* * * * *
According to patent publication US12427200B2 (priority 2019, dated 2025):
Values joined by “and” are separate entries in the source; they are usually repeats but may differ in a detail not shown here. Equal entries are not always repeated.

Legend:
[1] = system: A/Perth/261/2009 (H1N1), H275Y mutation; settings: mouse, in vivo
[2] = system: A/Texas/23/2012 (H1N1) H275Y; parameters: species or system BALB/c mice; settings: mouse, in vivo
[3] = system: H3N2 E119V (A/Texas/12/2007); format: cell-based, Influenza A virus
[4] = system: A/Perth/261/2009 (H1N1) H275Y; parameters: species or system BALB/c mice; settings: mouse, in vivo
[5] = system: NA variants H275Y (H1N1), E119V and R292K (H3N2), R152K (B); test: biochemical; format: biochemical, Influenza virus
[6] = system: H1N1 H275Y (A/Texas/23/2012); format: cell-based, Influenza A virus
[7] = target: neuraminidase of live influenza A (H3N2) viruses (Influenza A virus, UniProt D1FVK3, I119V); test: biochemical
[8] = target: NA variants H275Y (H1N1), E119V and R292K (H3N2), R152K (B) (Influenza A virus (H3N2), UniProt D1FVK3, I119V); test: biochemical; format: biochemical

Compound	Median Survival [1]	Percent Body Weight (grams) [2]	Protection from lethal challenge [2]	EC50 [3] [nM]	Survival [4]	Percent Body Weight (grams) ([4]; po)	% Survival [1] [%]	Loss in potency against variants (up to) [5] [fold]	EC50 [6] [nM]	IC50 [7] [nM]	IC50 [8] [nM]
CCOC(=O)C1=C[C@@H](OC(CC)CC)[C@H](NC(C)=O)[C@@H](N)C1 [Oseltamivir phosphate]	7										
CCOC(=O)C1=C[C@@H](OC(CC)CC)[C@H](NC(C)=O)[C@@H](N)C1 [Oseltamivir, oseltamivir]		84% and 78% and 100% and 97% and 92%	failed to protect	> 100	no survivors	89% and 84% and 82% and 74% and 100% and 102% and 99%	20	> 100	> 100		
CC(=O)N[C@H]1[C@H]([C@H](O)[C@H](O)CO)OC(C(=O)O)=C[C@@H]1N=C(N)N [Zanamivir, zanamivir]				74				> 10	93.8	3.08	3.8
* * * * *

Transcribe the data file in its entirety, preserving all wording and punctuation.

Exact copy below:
According to patent publication US12427200B2 (priority 2019, dated 2025):
Values joined by “and” are separate entries in the source; they are usually repeats but may differ in a detail not shown here. Equal entries are not always repeated.

Legend:
[1] = system: A/Perth/261/2009 (H1N1), H275Y mutation; settings: mouse, in vivo
[2] = system: A/Texas/23/2012 (H1N1) H275Y; parameters: species or system BALB/c mice; settings: mouse, in vivo
[3] = system: H3N2 E119V (A/Texas/12/2007); format: cell-based, Influenza A virus
[4] = system: A/Perth/261/2009 (H1N1) H275Y; parameters: species or system BALB/c mice; settings: mouse, in vivo
[5] = system: NA variants H275Y (H1N1), E119V and R292K (H3N2), R152K (B); test: biochemical; format: biochemical, Influenza virus
[6] = system: H1N1 H275Y (A/Texas/23/2012); format: cell-based, Influenza A virus
[7] = target: neuraminidase of live influenza A (H3N2) viruses (Influenza A virus, UniProt D1FVK3, I119V); test: biochemical
[8] = target: NA variants H275Y (H1N1), E119V and R292K (H3N2), R152K (B) (Influenza A virus (H3N2), UniProt D1FVK3, I119V); test: biochemical; format: biochemical

Compound	Median Survival [1]	Percent Body Weight (grams) [2]	Protection from lethal challenge [2]	EC50 [3] [nM]	Survival [4]	Percent Body Weight (grams) ([4]; po)	% Survival [1] [%]	Loss in potency against variants (up to) [5] [fold]	EC50 [6] [nM]	IC50 [7] [nM]	IC50 [8] [nM]
CCOC(=O)C1=C[C@@H](OC(CC)CC)[C@H](NC(C)=O)[C@@H](N)C1 [Oseltamivir phosphate]	7										
CCOC(=O)C1=C[C@@H](OC(CC)CC)[C@H](NC(C)=O)[C@@H](N)C1 [Oseltamivir, oseltamivir]		84% and 78% and 100% and 97% and 92%	failed to protect	> 100	no survivors	89% and 84% and 82% and 74% and 100% and 102% and 99%	20	> 100	> 100		
CC(=O)N[C@H]1[C@H]([C@H](O)[C@H](O)CO)OC(C(=O)O)=C[C@@H]1N=C(N)N [Zanamivir, zanamivir]				74				> 10	93.8	3.08	3.8